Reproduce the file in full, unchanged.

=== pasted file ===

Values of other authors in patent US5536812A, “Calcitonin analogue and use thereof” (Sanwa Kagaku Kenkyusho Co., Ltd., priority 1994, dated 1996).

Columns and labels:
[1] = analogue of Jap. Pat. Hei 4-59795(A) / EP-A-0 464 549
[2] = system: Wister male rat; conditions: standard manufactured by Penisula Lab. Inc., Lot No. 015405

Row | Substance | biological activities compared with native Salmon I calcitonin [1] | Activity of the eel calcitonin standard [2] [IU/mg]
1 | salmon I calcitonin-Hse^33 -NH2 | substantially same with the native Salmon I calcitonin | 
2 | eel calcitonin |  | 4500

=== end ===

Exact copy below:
Values of other authors in patent US5536812A, “Calcitonin analogue and use thereof” (Sanwa Kagaku Kenkyusho Co., Ltd., priority 1994, dated 1996).

Columns and labels:
[1] = analogue of Jap. Pat. Hei 4-59795(A) / EP-A-0 464 549
[2] = system: Wister male rat; conditions: standard manufactured by Penisula Lab. Inc., Lot No. 015405

Row | Substance | biological activities compared with native Salmon I calcitonin [1] | Activity of the eel calcitonin standard [2] [IU/mg]
1 | salmon I calcitonin-Hse^33 -NH2 | substantially same with the native Salmon I calcitonin | 
2 | eel calcitonin |  | 4500